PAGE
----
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and the [sales of his] how-to-rape guides … are collapsing in a freefall. More than half of his followers are not even real. Noone wants to associate with this serial rapist douchebag.
I’ve seen similar claims — at least about Roosh’s allegedly plummeting book sales — on Twitter as well.
As happy as I would be to see the utter, ignominious implosion of Roosh V’s little world, the evidence provided as proof of Roosh’s collapse isn’t terribly convincing. Some of it is unreliable, some of it is misleading, and my attempts to dig more deeply into some of the data have raised more questions than they’ve answered.
Let’s look at the claims one by one.
Roosh’s “fake” followers
The evidence of the poor quality of Roosh’s Twitter followers comes from the Fakers app on StatusPeople.com.
The results are similar for Roosh’s other Twitter accounts (publicizing his blog and his site Return of Kings).
This looks a lot worse than it really is. Yes, Roosh has a lot of inactive followers, but there are a lot of inactive accounts on Twitter, and he doesn’t have an enormous number of fake followers. Indeed, TwitterAudit, which doesn’t seem to pay much attention to inactive users, gives Roosh’s account a thumb’s up.
If you want to see someone with a lot of fake followers, take a gander at this guy:
Roosh’s “collapsing” book sales
Here’s where things get really confusing. The only “proof” I’ve seen for this has been incomplete and misleading. The Reddit posts link to a screencap showing the sales on Amazon of the paperback edition of Roosh’s Bang Poland guide; the link I found on Twitter showed the Amazon sales of the paperback edition of Bang, his best-known book.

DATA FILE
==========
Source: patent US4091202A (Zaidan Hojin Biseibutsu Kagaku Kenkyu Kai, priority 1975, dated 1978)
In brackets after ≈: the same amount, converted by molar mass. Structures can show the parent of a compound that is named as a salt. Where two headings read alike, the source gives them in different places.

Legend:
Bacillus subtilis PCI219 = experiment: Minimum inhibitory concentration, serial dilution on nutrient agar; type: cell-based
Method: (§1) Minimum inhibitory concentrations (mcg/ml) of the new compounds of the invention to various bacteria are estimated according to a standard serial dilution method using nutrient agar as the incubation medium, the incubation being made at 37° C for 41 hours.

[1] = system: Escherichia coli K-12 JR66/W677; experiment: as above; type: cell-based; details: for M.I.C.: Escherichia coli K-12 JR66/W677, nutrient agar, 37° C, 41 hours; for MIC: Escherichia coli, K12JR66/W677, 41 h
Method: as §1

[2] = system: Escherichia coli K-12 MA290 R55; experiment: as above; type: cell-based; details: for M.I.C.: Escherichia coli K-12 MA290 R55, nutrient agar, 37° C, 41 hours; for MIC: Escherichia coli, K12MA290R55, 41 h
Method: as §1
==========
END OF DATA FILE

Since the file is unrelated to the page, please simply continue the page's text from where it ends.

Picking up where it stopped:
Looking only at these two examples, it does indeed seem to suggest that Roosh’s book sales have slowed to a trickle — the paperback of Bang Poland has sold only 5 copies this month, despite all the media attention paid to Roosh, and Bang has sold 31.
But that’s only part of the story. Roosh sells a lot more ebooks than he does paperbacks, and a lot more of Bang than any of his country guides. Looking at the data for the Kindle edition of Bang we see that he’s sold 70, more than twice as many as the paperback edition.
It’s true that this is less than what he was selling on Amazon earlier this year but looking through the sales data is, well, let’s just say it’s confusing, suggesting that Roosh went from more than 130 ebooks per month to literally zero from February through May. (Did he get banned on Amazon for a while?)
And this is only the data for Amazon; we’re not taking into consideration how many books he sells directly off of his own site, including bundles of all his books.
So all we can really say about his book sales is that we don’t know if they’re going down, or up, or staying stable.
This seems like the most clear-cut evidence for a decline in Roosh’s fortunes. Emphasis on the “seems.”
The traffic-ranking site Alexa seems to show a sharp drop in traffic for both Return of Kings and Roosh’s own blog.
But there are problems with this data too. First off, Roosh hasn’t actually posted on his own blog since June, so you’d expect a big dropoff. And if you look at the scale on both you’ll see that the drops aren’t as steep as they appear at first glance.
More to the point, though: Alexa’s numbers are estimated, for Roosh’s sites and most other sites, and I know from watching my own Alexa stats that their estimates can be pretty far off.
You would never guess looking at my Alexa chart, for example, that my best month ever was in May of this year, and that I did a lot better in October of last year than I did this January, a relatively slow month for me, but which Alexa paints as my best month ever. (Or that July and August have both been better months than June.)
So, in other words, we don’t know if the seemingly huge drop in traffic at Return of Kings is as huge as it looks.
That said, I do suspect that Roosh has passed his sell-by date. He’s out of ideas, clearly sick of “game” but not even remotely smart or original enough to be the reactionary philosopher he fancies himself becoming. The deliberately offensive Return of Kings posts that got him so much attention last year have lost their novelty. He’s probably not going to be invited back on Dr. Oz.
Oh, he still has his devoted followers, and unless Alexa is completely and utterly wrong, Return of Kings still gets more traffic than me.
I don’t expect a sudden crash. Roosh will just become less and less relevant by the day. The controversy of his World Tout may have energized him and his little cult, but that’s not going to last.
Roosh, dude, I hate to tell you, but I think you may have hit the wall.